For most of us, a plumbing network is something that brings water to the faucets that we use and takes away the wastewater from the basins, drains, and toilets. The plumbing system is an intricate network of pipes that is installed while the house is being constructed. If you are building a new house or are curious about how the plumbing installation process takes place, here is a complete guide from Garden Grove Plumber on components of the plumbing system and how they are installed.
Plumbing Installation Tipps from Garden Grove Plumber
The plumbing system is one of those systems that start getting installed in stages starting as soon as the home construction begins. The sewer line is placed before the foundation is poured.
The rough stage begins when the walls are constructed and the basic frame of the house is ready. At this point, the electrical, mechanical, and plumbing lines are laid out. Before the drywalls are framed, the entire system of plumbing is installed including the following components.
Large Fixtures Are Placed Early
Most large fixtures such as bathroom tubs, Jacuzzis, shower glass panels, and other large plumbing fixtures are installed before the walls are finished because once the walls and doors are in place, these fixtures might be too big to be carried inside.
To avoid cement, paint, or other chemicals falling on them, they are covered in cardboard or plastic sheets. Afterward, the room is built around them and drywalls are finished.
Main Supply Line is Connected
The main supply line brings freshwater into the house. The main supply line is placed below the ground to prevent abrasion, corrosion, and impact. To avoid pipes from frost in extreme winters, the pipes are covered by an insulative material and placed in the ground to avoid the impact of extreme weather.
This mainline splits into two further lines of hot water and cold water. The cold-water line provides water directly to the faucets, showers, etc. of the house while the hot water line takes water to the water heater from where it is distributed to faucets, showers, etc around the house.
However, some houses have a control panel that can be used to turn off the hot water or cold-water supply to a certain part of the house. With the control panel in place, instead of one mainline providing water to the entire house, there are individual lines that are connected to the control panel and carry water around the house. The main purpose of a control panel is to be able to shut off the supply to a part of the house in case of leaks or other problems, instead of turning off the main water supply.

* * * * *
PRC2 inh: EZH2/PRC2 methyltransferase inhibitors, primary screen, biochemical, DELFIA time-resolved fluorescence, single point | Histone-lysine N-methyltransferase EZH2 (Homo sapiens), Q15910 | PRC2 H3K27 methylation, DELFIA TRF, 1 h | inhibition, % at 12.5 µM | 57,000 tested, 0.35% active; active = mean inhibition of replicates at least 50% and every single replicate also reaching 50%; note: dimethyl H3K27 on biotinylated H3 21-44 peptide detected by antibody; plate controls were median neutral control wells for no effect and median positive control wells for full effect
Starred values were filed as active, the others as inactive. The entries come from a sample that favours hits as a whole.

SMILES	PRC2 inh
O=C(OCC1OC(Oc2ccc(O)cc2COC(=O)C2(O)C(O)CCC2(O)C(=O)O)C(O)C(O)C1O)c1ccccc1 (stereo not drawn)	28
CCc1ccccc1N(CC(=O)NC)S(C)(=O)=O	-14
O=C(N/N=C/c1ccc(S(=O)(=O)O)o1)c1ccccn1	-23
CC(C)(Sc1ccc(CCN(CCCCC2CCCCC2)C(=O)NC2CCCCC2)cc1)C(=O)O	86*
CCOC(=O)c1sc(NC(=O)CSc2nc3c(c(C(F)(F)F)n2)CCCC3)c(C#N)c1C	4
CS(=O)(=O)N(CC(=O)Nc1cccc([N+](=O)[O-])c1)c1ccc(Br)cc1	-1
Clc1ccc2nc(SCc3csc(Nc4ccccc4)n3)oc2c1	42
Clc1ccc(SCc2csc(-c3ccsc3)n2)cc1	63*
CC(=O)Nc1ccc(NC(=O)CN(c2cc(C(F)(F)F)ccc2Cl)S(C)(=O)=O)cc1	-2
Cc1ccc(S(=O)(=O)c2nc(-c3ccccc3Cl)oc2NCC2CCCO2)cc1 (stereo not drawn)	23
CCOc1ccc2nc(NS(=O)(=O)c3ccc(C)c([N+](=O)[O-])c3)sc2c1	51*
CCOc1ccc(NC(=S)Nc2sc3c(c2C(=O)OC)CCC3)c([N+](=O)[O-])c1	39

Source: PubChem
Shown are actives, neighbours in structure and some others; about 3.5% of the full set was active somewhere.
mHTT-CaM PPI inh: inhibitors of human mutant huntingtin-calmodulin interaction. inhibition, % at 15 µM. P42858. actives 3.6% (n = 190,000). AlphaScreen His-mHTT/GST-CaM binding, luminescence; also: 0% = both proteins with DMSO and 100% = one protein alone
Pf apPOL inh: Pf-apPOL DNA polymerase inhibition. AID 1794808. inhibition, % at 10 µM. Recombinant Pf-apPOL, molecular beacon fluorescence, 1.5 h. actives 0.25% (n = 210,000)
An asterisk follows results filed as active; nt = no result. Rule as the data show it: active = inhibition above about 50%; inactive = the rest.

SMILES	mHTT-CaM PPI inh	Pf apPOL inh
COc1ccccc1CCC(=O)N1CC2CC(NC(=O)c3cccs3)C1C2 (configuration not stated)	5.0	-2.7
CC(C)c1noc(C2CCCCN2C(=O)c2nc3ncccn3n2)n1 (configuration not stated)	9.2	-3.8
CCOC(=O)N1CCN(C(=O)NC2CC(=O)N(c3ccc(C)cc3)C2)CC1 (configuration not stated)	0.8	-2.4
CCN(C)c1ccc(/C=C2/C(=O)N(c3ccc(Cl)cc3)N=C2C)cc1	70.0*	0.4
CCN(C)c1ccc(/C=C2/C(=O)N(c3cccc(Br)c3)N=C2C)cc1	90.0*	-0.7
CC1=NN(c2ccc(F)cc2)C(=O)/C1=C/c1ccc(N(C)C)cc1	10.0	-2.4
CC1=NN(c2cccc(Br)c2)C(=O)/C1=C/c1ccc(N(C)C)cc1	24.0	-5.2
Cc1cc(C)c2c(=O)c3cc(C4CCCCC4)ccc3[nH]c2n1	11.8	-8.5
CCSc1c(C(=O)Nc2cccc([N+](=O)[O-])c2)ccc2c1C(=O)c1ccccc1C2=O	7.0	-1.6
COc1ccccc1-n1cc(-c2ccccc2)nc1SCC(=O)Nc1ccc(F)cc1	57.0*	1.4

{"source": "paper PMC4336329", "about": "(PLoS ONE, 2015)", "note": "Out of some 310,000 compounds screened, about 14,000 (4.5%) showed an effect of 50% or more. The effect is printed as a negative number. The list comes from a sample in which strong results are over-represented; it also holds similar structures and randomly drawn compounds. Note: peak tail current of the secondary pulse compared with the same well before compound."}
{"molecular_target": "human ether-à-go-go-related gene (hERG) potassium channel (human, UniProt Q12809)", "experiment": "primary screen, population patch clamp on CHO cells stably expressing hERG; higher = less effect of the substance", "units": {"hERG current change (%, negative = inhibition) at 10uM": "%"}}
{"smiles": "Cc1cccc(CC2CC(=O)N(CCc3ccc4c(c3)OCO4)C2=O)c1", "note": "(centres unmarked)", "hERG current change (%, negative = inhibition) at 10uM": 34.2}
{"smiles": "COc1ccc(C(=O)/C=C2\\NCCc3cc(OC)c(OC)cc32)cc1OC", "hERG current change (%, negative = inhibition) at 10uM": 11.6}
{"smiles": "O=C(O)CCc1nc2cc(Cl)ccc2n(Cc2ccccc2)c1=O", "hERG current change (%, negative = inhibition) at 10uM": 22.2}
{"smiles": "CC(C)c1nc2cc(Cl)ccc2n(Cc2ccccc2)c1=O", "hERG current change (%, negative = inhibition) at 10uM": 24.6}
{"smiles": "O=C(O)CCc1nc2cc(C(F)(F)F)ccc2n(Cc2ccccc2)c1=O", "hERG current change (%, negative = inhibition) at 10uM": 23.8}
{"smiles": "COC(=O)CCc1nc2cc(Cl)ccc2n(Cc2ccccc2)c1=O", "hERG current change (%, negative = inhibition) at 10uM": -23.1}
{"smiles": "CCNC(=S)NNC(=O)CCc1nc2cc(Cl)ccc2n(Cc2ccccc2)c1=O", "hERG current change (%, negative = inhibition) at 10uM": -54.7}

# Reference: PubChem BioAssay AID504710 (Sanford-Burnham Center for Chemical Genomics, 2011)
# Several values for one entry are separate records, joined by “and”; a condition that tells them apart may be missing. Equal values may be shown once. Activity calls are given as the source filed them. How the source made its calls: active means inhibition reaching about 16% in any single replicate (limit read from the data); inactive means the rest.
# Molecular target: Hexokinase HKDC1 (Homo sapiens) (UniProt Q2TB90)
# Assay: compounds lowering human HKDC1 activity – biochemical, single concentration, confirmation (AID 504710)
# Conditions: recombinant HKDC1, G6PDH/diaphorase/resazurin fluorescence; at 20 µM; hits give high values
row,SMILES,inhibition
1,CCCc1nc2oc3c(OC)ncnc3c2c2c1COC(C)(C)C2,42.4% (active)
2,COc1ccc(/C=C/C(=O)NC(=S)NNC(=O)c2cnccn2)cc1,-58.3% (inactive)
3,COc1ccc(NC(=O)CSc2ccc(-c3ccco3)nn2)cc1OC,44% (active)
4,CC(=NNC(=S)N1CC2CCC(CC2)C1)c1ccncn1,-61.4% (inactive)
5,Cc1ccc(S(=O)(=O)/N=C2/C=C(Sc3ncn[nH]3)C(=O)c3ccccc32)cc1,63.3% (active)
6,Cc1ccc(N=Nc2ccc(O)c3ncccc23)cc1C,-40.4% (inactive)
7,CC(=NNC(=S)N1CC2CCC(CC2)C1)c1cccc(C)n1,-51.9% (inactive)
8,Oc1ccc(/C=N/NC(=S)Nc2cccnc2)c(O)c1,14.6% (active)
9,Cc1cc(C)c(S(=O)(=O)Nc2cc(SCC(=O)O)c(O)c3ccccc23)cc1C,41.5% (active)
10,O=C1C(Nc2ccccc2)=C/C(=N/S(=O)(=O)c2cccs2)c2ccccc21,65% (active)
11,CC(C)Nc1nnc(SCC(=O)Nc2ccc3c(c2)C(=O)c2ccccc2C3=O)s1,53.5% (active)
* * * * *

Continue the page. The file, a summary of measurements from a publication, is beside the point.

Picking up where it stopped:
The drainage pipes carry the used water and human waste back out of the house. The largest drainage pipe is the sewer line that takes wastewater from the vent-and-soil stack and throws it into the public sewer lines. The vent-and-soil stack is much smaller than the sewer line but is around 4.5 inches wide that carries all the wastewater of the house.
On the ground floor and all the other floors, all the drainage pipes are connected to the main vent-and-soil stack. The primary sewer drain is also buried inside the ground to avoid frost, impact, corrosion, and abrasion.
Vent pipes are installed to keep the water in your drains moving by allowing air to escape out of them. Drains when empty is filled with air, when a lot of water is flushed down the drain quickly, the air trapped inside the drainpipe pushes it up. This is called an airlock, and such locks are avoided by installing vent pipes that release the excess gas that accumulates in the drain pipes.
One end of a vent pipe is connected to the drain pipe and the other end opens up into the open air usually near the roof to let out the gas or water. Poorly vented drain lines can cause problems in wastewater moving out of the house and lead to overflowing drains, backed-up toilets, and slow drainage. Depending on the plumbing layout of the house, plumbers choose the number of vent pipes required. Some spaces only need one vent pipe for the entire house. However, drains that are far from the main vent pipe require separate vent pipes.
Create Traps and Install Small Fixtures
Instead of joining pipes with straight joints, U-shaped or L-shaped pipe joints are used that create 90-degree or 180-degree angles to create traps. Traps are small U-bends in pipes that are created to trap in something that accidentally falls into the drain or sink. It helps you get back a ring or earring that might fall into a drain pipe.
Small fixtures refer to the sanitary items that we see in a bathroom or kitchen such as faucets, basins, showers, and other small fixtures. Fixtures also include outdoor hose fixtures and hookups for dishwashers and washing machines. These fixtures are installed as part of the finishing works when the house is 90% ready.
A plumbing system can look very intricate and it might seem impossible to comprehend what goes where in a plumbing system but this guide has covered most essential components of a plumbing system that join together to form the plumbing system of a house.
Knowing about plumbing systems can help you better understand plumbing system problems and get an idea of how a plumbing system will be installed if you are constructing a new house. As a homeowner, you need to be aware of how things work in your house and how a plumber will install the system.
Lastly, the effectiveness of your house’s plumbing system depends on the professional you choose for the installation of the plumbing system. An expert and honest plumbing professional like Garden Grove Plumber will avoid cutting corners and ensures that your plumbing system stays intact for decades to come.